5 August 2021

Baltic workers’ constant quest to improve design and streamline production has recently been directed at deck hatches with every detail of their complex construction being re-examined

The humble deck hatch might not attract much attention when considering the attributes of a superyacht, but its prime task of keeping apertures watertight cannot be underestimated. Its function is fundamental to safety and comfort and here at Baltic Yachts we are aiming to optimise its design and manufacture.

We are now building our own custom-designed deck hatches drawing on almost 50 years of experience and assessing firsthand feedback from superyacht crews, our Service and Refit teams and our own specialist departments, including plumbing, deck and painting teams.

The company is using full-carbon for strength, stiffness and lightness, more reliable gas-spring struts and lighter, custom designed alloy fittings. The new hatches have been granted DNV-GL class approval.

This move optimizes production by using a single, adjustable mould for the most common hatch sizes, reduce lead times and standardise many smaller components like hinges and locking devices.

In spite of their high build quality, current hatches can still contribute to water ingress, partly because ‘standard’ hatches often have to fit apertures in a custom-designed yacht with non-standard dimensions, deck camber and style. Seal tension, blocked gutter drains and issues with the expansion and contraction of teak deck surrounds are among the contributors to a lack of integrity leading to issues which cause enormous inconvenience and expensive repairs.

The custom hatch product joins our Baltic Best Solutions programme which includes our hull mould technology, our custom, lightweight and ultra-lightweight interior construction options, plus a number of other processes which have benefitted from Baltic Yachts’ design and engineering knowledge and expertise. “It’s all about Baltic detail and depth,” said Project Foreman Mattias Svenlin, an expert in lamination technology, who is heading up the Baltic Yachts Custom Hatch team.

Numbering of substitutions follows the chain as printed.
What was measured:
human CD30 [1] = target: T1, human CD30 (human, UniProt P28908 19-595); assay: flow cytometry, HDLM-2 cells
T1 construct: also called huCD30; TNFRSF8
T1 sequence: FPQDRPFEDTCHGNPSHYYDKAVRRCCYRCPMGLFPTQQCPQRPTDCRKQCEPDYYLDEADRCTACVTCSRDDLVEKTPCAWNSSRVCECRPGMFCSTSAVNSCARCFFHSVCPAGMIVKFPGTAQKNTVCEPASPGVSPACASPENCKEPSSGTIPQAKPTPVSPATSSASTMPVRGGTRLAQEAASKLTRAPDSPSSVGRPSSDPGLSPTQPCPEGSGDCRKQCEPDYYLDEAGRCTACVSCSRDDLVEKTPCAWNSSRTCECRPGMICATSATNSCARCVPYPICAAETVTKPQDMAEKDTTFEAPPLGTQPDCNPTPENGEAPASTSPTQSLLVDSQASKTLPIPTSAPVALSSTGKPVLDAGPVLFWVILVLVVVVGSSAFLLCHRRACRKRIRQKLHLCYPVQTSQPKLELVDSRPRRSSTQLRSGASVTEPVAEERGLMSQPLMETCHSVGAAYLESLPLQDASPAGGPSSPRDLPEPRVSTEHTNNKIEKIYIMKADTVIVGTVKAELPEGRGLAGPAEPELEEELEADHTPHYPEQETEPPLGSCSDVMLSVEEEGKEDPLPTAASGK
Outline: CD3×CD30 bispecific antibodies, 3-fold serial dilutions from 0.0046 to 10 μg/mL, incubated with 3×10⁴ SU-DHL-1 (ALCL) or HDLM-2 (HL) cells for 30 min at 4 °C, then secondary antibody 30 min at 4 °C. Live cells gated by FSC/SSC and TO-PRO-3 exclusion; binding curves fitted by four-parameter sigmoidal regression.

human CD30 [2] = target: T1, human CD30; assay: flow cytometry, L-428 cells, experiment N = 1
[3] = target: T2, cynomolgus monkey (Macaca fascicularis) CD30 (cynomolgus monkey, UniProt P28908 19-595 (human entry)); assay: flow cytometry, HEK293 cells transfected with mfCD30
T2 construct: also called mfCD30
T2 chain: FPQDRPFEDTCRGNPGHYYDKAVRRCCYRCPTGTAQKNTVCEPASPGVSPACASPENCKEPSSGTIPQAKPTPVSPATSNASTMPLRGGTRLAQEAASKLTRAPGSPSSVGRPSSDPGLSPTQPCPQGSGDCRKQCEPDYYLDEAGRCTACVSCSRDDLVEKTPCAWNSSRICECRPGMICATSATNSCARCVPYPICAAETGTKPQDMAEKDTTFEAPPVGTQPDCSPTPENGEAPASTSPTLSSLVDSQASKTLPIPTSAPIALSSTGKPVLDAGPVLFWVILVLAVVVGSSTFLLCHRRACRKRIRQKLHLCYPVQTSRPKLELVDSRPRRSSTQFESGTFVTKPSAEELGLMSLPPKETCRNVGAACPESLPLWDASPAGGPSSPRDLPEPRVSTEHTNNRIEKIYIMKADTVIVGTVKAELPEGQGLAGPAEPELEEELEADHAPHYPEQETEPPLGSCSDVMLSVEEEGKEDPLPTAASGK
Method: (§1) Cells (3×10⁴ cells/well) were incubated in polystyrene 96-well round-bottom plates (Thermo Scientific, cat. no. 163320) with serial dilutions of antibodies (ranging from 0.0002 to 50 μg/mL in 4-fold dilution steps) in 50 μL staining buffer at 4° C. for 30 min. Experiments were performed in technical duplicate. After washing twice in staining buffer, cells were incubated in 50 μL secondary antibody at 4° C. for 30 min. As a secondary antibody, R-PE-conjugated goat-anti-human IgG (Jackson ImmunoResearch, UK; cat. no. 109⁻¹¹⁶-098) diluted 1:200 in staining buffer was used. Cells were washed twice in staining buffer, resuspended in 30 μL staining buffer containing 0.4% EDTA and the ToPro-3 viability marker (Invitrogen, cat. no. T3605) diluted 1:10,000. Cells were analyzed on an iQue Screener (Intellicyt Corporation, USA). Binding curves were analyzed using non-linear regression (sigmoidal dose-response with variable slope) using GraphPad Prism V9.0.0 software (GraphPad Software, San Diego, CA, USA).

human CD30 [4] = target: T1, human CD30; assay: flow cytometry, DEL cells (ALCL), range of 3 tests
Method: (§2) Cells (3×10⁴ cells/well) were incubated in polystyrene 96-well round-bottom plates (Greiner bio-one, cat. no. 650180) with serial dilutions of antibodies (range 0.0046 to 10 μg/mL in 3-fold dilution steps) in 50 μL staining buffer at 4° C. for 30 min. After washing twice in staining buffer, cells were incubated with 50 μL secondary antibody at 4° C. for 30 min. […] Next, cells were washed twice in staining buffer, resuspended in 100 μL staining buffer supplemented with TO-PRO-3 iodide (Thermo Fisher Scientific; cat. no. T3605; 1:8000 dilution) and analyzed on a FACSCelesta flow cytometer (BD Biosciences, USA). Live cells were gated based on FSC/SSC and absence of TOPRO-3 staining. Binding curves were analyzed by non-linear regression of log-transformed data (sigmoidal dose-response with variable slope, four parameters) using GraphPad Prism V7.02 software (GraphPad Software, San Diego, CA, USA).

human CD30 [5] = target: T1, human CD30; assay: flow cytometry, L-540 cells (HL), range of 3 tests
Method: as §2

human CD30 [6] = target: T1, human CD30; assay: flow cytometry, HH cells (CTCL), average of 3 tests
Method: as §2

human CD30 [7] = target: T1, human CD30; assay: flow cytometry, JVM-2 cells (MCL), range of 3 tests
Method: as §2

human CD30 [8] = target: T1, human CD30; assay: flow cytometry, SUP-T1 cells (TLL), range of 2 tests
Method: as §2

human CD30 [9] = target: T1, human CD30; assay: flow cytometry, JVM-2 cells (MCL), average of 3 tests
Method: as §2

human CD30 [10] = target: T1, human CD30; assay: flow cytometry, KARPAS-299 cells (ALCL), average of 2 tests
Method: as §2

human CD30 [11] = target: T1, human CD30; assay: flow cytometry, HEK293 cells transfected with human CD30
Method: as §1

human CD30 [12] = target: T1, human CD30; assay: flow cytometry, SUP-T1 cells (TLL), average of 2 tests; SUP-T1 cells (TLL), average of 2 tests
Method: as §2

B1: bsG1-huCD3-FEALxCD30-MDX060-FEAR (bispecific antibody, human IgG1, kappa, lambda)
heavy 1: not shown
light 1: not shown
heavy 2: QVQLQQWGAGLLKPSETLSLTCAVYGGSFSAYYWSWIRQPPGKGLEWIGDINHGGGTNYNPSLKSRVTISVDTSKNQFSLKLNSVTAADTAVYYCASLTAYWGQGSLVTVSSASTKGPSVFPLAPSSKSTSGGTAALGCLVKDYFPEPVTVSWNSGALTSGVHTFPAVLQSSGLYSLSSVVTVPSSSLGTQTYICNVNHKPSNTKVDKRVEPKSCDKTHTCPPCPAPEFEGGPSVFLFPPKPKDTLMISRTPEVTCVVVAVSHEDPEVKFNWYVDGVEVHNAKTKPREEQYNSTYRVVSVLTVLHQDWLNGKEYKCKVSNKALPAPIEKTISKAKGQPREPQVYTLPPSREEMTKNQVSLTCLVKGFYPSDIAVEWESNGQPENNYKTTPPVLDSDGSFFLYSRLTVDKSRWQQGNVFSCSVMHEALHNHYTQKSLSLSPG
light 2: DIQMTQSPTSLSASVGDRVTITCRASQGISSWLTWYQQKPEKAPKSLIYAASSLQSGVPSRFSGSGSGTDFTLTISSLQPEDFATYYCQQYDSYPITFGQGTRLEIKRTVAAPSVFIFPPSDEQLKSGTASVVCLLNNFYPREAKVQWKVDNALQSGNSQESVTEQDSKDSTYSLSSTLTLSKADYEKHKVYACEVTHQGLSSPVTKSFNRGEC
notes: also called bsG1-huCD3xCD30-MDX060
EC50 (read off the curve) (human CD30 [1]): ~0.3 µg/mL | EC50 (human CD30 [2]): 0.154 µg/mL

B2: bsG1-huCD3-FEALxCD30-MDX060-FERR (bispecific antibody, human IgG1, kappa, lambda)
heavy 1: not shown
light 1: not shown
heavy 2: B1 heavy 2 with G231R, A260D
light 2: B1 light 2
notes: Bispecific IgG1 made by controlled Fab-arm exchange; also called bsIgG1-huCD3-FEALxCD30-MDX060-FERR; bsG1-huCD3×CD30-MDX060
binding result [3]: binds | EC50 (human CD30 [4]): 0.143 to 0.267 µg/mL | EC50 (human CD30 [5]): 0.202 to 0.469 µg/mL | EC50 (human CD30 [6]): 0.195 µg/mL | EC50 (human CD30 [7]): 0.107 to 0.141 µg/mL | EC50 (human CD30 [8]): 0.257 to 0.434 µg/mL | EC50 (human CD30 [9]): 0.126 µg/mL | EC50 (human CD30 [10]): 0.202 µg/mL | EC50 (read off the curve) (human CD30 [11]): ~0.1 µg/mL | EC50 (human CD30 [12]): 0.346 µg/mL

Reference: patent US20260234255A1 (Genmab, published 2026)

The first yachts to benefit from the new hatches were launched earlier this year. The Baltic 146 is fitted with no fewer than 42 deck hatches in 18 different sizes. The Baltic 117 is fitted with 34 deck hatches customised with classic styling, and the new Baltic 68 Café Racer also benefits from the lighter, more reliable custom product.

Mattias Svenlin explained that while material choice has reduced the overall weight of a hatch by around 15%, design changes are also key. For instance, numerous features such as gutter dimensions and access to drains have been examined and improved, making it easier for crew to clean and maintain.

Gas spring integrity, silicone rubber seal performance, remote electronic operation, hinge and locking device design have all been addressed and by using Baltic Yachts’ in-house 3D printing facility, the speed of prototype development has been dramatically increased and the cost reduced.

Locking mechanism components are first 3D printed (green) to check design then manufactured in lightweight alloys.


“We can come up with a hinge design, for instance, and within five hours have a working prototype in our hands,” said Mattias Svenlin. Once the 3D printed plastic item has been modified to the satisfaction of the development team it can be sent to a local business partner for fabrication in a high grade, lightweight alloy.

Many existing hatch fittings, including hinges and locking handles, are made in polished stainless steel, but Baltic Custom Hatches will replace this material with high grade alloy or, in some cases, titanium reducing the weight of some items by more than 50%. One component that is unlikely to change is the ‘glass’ itself which for more performance orientated yachts is normally made of polycarbonate or for full DNV-GL classed yachts, three plys of laminated toughened glass.

With so many hatch sizes, adjustable moulds have been built for manufacturing the larger, advanced composite lid and hatch frames and a number of separate moulds for smaller apertures.

Hatch and lid frames fitted to the Baltic 146 Custom are finished as white painted carbon, but almost any finish can be applied including clear-coated, unpainted carbon, timber veneers and coloured powder coatings.

“By building our hatches in-house to custom specifications we will be able to better control the supply chain ensuring hatches create no hold ups in production,” said Mattias Svenlin.

We know Baltic Custom Hatches will help solve the problems which crews currently have to contend with and while the first hatches will be fitted to yachts built by Baltic Yachts, we are hoping to make the product more widely available at a later date.


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